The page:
by Roberto and Elio
Ever wonder what do the creatures living in marine sediment use as food sources? It turns out that much of the food in such sediments comes from the creatures that lived in the water column, but then died and their remains sank to the bottom. The sinking cadavers may be as big as those of whales or as small as those of bacteria. Dead algae may be as big as giant kelp or as small as members of the picoplankton. And what is the fate of the cadavers once they reach the bottom? It turns out that their DNA is a significant component of this food resource. Eleven years ago, here in STC, we had a post commenting on articles from marine scientists Dell'Anno and Danovaro and colleagues (here and here) that described the abundance and residence time of DNA in ocean sediments. We were struck by the sheer magnitude of the amount of DNA estimated to be present in the top 10 cm of the world's marine sediments. About 107 metric tons of extracellular DNA were estimated to be deposited on the ocean floor every year! But of course, that area is huge so it's important to consider the amount of extracellular DNA (cadaver-derived) relative to that of the organisms living in the sediment. This was still very impressive, extracelular DNA was estimated to be six- to eight-fold more abundant than that from all of the live organisms in the top 10 cm of sediment.
Fast forward to the present and consider the implications of this work for metagenomic analyses of marine sediments. Such analyses would use as substrate for deep sequencing the total sediment DNA, a minority of this being from local (benthic) residents and the majority from organisms that never saw the sea bottom while they were alive. Given that the papers we commented on eleven ago were published when metagenomic analyses were in their infancy, we wondered whether those results had some influence in the way marine sediment analyses (and metagenomic studies in general) are done today. So we did a quick analysis by simply glancing at subsequent papers that have cited the original paper by Dell'Anno and Danovaro. We were delighted to find out that the paper has not been forgotten, the Web of Science shows that paper has been cited 146 times. After a cursory reading of those abstracts, perhaps the most reassuring fact that stood out was that many of the metagenomic analyses used both DNA and RNA substrates for amplifications (given the short half-life of RNA, there is very little of it outside cells in contrast to DNA). That way, the genes from living cells can be distinguished from those from extracellular DNA. One particular paper published in 2015 by Andrea Torti and colleagues did a very thorough analysis of the origin and dynamics of the extracellular DNA pools in marine sediments. We found one speculation of theirs very appealing and provocative, namely that "extracellular DNA may provide an integrated view of the biodiversity and ecological processes occurring on land, in marine water columns, and sediments themselves, thereby acting as an archive of genetic information which can be used to reconstruct past changes in source environments." Enter a new tool in our quest to reconstruct the past!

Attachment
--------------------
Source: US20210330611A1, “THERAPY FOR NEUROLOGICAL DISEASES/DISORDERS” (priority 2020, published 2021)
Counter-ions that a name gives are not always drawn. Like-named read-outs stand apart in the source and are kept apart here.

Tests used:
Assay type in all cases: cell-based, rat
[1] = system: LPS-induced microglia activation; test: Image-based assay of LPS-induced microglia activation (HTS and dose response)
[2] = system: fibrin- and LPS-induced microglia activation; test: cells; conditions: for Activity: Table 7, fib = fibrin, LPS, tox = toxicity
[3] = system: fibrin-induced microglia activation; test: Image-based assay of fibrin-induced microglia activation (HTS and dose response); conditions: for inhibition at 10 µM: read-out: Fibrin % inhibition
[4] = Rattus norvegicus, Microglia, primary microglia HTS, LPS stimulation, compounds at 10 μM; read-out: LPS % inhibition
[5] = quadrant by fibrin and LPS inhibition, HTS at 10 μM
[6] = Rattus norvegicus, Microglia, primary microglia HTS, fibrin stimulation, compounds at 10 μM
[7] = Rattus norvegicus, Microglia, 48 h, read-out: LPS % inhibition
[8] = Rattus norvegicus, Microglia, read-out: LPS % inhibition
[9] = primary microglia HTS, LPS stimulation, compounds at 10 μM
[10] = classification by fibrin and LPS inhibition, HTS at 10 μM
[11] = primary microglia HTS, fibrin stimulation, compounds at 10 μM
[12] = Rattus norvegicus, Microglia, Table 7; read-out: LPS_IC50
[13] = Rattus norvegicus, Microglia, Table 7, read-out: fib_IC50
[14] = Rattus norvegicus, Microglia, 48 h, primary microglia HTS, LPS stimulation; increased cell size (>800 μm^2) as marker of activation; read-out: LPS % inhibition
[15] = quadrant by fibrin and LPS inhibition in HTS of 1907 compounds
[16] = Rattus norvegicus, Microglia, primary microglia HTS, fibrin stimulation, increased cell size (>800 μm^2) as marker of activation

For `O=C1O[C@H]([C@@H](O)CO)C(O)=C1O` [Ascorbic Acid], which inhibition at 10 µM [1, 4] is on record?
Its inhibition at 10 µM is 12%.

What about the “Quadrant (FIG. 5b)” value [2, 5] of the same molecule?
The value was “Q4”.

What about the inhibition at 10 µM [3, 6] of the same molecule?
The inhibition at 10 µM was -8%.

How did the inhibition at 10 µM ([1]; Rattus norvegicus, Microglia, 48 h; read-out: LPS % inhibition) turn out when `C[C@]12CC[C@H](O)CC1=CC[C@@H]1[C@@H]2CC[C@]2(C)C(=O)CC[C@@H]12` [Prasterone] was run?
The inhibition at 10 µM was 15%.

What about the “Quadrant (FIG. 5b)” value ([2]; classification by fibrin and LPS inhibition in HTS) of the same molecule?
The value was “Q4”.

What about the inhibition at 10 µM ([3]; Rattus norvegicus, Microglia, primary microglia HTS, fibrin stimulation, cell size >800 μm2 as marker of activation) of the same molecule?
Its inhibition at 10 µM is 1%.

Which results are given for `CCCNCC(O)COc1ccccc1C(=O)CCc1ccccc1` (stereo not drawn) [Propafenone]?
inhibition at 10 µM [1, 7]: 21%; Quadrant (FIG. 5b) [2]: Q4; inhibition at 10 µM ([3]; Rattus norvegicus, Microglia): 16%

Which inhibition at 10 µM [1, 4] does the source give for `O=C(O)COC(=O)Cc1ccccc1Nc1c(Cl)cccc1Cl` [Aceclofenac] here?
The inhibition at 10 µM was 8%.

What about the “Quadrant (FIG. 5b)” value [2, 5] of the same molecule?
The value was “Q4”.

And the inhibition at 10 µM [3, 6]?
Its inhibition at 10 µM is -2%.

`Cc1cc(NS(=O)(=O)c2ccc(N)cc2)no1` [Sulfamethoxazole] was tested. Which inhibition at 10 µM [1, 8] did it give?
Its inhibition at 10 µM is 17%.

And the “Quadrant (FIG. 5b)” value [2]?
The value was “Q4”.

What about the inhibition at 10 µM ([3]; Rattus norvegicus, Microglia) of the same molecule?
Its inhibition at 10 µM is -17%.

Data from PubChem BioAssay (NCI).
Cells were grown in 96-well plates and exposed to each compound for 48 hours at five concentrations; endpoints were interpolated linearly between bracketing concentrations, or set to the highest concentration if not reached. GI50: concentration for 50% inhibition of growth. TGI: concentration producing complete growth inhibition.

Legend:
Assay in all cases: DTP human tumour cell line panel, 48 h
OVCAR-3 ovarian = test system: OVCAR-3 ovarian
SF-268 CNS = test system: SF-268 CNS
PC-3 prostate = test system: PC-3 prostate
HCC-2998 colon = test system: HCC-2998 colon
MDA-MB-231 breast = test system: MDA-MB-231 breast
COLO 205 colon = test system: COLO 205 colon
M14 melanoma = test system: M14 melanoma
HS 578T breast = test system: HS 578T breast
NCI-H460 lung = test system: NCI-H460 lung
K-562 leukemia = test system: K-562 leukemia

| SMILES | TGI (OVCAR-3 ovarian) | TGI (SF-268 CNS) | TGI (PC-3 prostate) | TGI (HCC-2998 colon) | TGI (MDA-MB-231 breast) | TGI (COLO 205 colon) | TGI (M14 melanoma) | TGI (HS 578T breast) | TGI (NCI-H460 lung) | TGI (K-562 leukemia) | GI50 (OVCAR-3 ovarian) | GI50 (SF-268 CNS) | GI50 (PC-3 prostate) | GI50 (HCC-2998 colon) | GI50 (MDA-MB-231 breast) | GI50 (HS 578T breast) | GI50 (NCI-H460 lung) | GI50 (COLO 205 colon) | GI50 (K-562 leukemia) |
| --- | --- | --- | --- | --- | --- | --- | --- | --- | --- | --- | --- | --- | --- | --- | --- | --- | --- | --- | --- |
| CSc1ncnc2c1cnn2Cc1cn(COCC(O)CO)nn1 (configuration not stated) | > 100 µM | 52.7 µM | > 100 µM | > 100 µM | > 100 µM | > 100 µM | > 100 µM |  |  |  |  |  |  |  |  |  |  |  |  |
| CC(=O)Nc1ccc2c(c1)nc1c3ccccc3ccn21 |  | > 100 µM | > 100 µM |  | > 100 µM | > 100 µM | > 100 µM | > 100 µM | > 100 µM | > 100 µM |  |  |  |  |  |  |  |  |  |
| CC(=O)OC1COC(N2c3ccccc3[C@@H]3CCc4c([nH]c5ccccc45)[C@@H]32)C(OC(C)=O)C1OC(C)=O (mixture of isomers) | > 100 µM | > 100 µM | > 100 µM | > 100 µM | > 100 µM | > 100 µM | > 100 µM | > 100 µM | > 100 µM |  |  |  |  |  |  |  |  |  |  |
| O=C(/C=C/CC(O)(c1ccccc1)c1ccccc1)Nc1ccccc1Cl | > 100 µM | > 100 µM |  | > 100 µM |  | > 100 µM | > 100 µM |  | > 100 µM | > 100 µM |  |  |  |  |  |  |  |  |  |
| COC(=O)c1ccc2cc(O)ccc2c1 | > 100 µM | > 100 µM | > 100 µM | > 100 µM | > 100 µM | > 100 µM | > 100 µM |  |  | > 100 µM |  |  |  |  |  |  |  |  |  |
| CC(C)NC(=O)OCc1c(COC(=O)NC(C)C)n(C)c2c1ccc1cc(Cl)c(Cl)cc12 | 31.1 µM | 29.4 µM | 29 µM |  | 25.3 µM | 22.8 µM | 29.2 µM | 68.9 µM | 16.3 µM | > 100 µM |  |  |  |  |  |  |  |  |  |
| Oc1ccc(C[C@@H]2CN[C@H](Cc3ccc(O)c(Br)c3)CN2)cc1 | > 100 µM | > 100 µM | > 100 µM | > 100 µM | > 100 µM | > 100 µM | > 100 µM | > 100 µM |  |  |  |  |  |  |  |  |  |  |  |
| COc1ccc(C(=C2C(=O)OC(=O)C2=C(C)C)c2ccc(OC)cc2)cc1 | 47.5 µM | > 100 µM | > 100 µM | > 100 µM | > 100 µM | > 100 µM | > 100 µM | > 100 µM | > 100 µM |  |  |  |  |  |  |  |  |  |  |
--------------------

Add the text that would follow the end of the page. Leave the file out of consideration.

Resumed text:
On a final note, this issue of extracellular DNA influencing metagenomic analyses is clearly not limited to the ocean floor. In this regard, it was nice to find among the citing articles, one published last year by Paul Carini and colleagues whose title says it all: "Relic DNA is abundant in soil and obscures estimates of soil microbial diversity." Bottom line (pun intended), it was a nice exercise to revisit an old post and see what influence the work of over a decade ago has had on the field. That's impact.